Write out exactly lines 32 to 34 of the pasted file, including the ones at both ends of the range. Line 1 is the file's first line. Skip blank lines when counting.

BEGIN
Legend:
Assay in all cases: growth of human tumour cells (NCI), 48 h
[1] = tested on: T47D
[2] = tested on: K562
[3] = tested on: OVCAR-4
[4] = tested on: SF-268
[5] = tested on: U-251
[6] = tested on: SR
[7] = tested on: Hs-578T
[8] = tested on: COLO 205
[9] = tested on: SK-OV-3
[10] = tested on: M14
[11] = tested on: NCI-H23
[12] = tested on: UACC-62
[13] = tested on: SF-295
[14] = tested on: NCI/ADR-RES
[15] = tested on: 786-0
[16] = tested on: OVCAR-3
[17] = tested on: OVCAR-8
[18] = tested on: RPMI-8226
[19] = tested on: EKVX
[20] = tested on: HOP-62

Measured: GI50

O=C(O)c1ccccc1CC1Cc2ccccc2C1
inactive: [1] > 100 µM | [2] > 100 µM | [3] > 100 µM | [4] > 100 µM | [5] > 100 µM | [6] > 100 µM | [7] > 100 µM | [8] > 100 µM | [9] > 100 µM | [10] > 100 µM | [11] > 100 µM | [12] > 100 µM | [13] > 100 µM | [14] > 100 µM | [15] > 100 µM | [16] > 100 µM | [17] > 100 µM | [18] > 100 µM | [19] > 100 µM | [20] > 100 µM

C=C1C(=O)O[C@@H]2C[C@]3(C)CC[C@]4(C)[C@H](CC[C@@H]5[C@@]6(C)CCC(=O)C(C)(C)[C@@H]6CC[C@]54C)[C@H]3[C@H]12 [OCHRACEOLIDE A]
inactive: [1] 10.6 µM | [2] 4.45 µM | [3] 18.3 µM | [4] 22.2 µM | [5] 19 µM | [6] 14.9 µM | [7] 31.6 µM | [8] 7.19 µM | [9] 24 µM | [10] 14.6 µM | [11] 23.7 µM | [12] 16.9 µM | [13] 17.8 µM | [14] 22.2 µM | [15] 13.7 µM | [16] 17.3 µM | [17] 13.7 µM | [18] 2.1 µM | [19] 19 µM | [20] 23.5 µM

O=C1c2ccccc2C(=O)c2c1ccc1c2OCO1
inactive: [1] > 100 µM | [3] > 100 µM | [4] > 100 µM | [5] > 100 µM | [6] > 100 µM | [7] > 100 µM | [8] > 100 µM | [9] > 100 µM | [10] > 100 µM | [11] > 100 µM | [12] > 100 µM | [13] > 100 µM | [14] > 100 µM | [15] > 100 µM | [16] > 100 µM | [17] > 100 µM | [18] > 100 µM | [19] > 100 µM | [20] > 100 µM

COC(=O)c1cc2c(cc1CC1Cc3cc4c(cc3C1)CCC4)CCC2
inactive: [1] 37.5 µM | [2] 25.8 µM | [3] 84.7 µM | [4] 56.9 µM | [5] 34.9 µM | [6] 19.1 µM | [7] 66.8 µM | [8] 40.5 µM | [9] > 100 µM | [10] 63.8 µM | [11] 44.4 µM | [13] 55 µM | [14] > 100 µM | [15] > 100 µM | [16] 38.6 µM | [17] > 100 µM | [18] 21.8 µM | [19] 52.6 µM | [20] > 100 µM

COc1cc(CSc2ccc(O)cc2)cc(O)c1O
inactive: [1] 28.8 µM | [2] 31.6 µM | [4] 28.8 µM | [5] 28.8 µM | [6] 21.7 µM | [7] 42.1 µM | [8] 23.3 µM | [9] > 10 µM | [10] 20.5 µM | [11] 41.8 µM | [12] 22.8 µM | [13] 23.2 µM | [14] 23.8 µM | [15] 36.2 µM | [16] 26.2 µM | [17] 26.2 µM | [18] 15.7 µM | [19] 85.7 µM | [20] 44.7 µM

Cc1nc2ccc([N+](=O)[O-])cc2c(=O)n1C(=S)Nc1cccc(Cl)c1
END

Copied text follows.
COc1cc(CSc2ccc(O)cc2)cc(O)c1O
inactive: [1] 28.8 µM | [2] 31.6 µM | [4] 28.8 µM | [5] 28.8 µM | [6] 21.7 µM | [7] 42.1 µM | [8] 23.3 µM | [9] > 10 µM | [10] 20.5 µM | [11] 41.8 µM | [12] 22.8 µM | [13] 23.2 µM | [14] 23.8 µM | [15] 36.2 µM | [16] 26.2 µM | [17] 26.2 µM | [18] 15.7 µM | [19] 85.7 µM | [20] 44.7 µM

Cc1nc2ccc([N+](=O)[O-])cc2c(=O)n1C(=S)Nc1cccc(Cl)c1